[generic] Procedural Language and Action in Games

#1
I have been watching ... well, devouring ... Line of Duty recently and one thing that struck me about the series is the use of procedural language and sound.

You bent bastard! (used over and over again as an insult to goad the police)

Answering only yes or no (Underpinning the dehumanisation of a privately run prison)

(Character X) has the right to be questioned by an officer at least one rank senior (Used in virtually every AC-12 interrogation)

Bleeeeeeeeep (the extreme noise used on the recording machine before an AC-12 interrogation)

This interview is terminated (used at the end of virtually every interview)

It struck me that these sort of phrases could be built into a gaming setting to add some consistency and thematic heft. We see it already - in our Symbaroum game, we have a hand gesture that is used as a 'Blessing of Prios' (akin to making the sign of the Cross), and in any Game of Thrones game your family must always have its 'words'

Do you use procedural language? Does it add to the game?
 

ltd

Initiate
#5
Last year ran a CoC/PISCES game set in the 1970s. I borrowed a lot of terminlogy from the TV series "Callan" and other Cold War era fiction. This one turned up from time to time:

"He/She's in a Red File, that's all you need to know."
 
#9
We had a campaign that gave out a lot of jokey magic items. My character had socks of power ( they changed colour). Another character had a portaloo that was a small box that grew into a usable toilet. We quickly realised that anything we didn't want could be disposed of via the portaloo. Whenever a rubbish item was discovered we all looked around and said "PORTALOO".
 
#11
Actually Remi has reminded me that the most obvious example of this is, of course, Star Trek. So many phrases baked into the setting that create the feel of that setting when they are scattered into a game. Excellent example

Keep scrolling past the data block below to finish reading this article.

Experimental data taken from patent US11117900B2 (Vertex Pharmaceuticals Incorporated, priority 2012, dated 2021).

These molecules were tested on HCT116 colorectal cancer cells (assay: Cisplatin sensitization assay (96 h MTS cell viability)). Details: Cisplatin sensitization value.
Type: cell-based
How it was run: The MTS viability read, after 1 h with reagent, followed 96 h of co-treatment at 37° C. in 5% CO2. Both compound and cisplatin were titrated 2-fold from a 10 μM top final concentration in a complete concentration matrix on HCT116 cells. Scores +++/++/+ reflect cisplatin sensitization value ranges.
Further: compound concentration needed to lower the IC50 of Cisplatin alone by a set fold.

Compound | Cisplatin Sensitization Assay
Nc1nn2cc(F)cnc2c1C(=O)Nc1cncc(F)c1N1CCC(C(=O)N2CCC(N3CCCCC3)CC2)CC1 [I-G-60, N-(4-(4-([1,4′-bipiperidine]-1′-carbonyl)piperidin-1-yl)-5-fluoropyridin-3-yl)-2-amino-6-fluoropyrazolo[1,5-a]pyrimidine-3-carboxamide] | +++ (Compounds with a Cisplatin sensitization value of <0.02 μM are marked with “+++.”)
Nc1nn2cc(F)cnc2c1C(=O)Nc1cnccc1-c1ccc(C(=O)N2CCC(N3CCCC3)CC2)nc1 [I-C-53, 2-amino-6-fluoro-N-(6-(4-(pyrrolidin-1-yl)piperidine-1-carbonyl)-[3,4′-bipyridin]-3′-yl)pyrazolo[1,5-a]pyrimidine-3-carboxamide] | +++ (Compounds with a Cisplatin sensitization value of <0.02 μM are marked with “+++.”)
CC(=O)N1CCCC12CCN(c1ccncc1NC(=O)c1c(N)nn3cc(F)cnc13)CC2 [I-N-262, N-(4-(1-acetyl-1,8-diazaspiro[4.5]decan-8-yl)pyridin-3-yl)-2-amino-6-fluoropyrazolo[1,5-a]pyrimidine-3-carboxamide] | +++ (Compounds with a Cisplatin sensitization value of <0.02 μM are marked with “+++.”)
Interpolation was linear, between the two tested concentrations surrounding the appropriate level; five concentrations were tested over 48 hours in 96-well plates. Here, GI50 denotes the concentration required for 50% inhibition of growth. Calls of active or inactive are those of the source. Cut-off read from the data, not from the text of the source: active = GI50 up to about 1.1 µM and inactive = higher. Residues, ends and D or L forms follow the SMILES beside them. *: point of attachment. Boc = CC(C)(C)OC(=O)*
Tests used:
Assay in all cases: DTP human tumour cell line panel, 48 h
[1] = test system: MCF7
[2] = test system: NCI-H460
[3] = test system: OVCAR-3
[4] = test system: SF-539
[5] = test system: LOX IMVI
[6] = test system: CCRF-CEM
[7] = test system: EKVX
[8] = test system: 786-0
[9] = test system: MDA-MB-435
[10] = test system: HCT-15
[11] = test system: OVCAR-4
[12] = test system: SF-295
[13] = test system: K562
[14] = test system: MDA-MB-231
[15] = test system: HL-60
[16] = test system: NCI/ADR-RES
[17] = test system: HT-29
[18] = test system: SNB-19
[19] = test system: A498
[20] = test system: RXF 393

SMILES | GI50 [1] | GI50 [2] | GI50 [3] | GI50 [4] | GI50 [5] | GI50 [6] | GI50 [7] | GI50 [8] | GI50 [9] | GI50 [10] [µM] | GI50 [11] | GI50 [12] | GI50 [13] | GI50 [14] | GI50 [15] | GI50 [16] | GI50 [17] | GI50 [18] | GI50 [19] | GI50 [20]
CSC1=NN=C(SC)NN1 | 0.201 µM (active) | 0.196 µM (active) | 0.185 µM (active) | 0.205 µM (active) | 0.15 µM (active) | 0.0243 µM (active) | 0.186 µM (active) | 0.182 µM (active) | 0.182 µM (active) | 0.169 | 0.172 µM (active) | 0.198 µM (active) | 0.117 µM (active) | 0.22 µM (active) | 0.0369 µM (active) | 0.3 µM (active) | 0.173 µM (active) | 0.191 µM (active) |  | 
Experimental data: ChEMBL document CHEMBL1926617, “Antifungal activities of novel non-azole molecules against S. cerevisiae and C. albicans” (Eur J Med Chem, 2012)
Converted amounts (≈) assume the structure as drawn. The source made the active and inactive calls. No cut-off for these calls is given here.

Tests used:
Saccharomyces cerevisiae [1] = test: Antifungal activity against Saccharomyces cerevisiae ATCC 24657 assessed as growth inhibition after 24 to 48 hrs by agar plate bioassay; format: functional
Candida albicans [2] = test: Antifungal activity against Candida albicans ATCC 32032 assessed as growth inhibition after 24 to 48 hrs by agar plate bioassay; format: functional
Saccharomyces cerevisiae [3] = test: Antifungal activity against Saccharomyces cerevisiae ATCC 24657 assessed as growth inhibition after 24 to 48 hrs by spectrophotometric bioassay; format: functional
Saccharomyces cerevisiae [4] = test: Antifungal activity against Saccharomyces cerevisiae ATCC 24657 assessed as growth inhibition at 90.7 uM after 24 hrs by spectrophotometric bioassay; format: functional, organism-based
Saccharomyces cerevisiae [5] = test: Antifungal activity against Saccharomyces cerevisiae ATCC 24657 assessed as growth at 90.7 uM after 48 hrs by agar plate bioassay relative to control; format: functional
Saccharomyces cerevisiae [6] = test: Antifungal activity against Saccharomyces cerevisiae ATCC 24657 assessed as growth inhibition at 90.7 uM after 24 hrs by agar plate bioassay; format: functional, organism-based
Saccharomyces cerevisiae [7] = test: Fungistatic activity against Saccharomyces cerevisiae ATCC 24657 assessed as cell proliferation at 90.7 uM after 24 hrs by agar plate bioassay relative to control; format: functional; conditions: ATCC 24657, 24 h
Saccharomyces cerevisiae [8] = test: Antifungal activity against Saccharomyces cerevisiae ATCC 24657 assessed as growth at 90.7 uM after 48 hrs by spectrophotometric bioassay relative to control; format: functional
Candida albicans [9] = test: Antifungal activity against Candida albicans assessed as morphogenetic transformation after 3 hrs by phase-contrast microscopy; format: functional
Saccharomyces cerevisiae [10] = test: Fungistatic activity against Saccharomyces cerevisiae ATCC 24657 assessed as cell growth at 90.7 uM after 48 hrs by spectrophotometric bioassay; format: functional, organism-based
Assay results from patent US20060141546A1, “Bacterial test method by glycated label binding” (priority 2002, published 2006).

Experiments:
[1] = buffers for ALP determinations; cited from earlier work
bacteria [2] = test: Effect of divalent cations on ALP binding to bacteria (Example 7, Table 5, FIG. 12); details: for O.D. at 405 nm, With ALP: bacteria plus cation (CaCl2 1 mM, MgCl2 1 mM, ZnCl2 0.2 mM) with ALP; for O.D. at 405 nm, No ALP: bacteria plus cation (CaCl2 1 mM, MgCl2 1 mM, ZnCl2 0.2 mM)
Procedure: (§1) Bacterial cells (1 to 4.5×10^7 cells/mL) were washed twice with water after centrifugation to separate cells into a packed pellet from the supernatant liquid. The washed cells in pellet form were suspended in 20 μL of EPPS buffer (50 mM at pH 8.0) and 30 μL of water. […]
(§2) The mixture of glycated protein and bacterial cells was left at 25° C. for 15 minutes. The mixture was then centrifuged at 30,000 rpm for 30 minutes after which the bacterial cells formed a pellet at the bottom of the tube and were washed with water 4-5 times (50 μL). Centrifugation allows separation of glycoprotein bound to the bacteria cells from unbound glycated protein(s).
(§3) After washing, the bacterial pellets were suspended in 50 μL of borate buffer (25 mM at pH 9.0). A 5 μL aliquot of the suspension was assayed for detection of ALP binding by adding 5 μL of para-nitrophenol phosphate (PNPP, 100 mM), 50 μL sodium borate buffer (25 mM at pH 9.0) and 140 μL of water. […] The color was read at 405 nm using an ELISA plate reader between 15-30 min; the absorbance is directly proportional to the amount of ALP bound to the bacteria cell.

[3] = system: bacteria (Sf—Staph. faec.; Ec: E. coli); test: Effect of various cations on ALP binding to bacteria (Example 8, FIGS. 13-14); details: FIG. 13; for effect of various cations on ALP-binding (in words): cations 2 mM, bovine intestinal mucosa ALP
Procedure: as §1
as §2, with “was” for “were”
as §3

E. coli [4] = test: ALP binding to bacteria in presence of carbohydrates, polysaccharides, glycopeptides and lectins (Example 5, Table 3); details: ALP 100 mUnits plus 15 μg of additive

I though I didn't have anything to contribute to this discussion but now I realise that at the top of most IP-based scenario I intend to run, I write down the key phrases for the setting to remind me to use them. Eg:

Neutron Blasters
force Wall
deflectors
Standard by 12
"Down and safe"
 
#12
I’ve never had a chance to play Polaris but the ideas in it are intriguing and the formality seems to make a lot of sense.

We ritualise a lot of play in RPGs anyway (“roll initiative”, or even the shift in some games when open discussion pauses to get minis out and draw a map. Experimenting with that sort of structure in other less-combat-focused parts of a game would be very interesting.

Then there’s Dying Earth/Skulduggery which, I think, links rewards to catchphrases or other key phrases for each character.
 
#13
I’m not sure how @Paul R ’s portaloo was related to th thread, but I totally would want to be in that game!

For the rest I already steer clear of TV and movie based games from previous experience of zealous fans’ needs to stick to the show’s dictates religiously. I discovered that while, for example, I feel I’m a big Firefly fan having watched it maybe half a dozen times, I still don’t seem to have the eidetic memory for characters and scenes others have.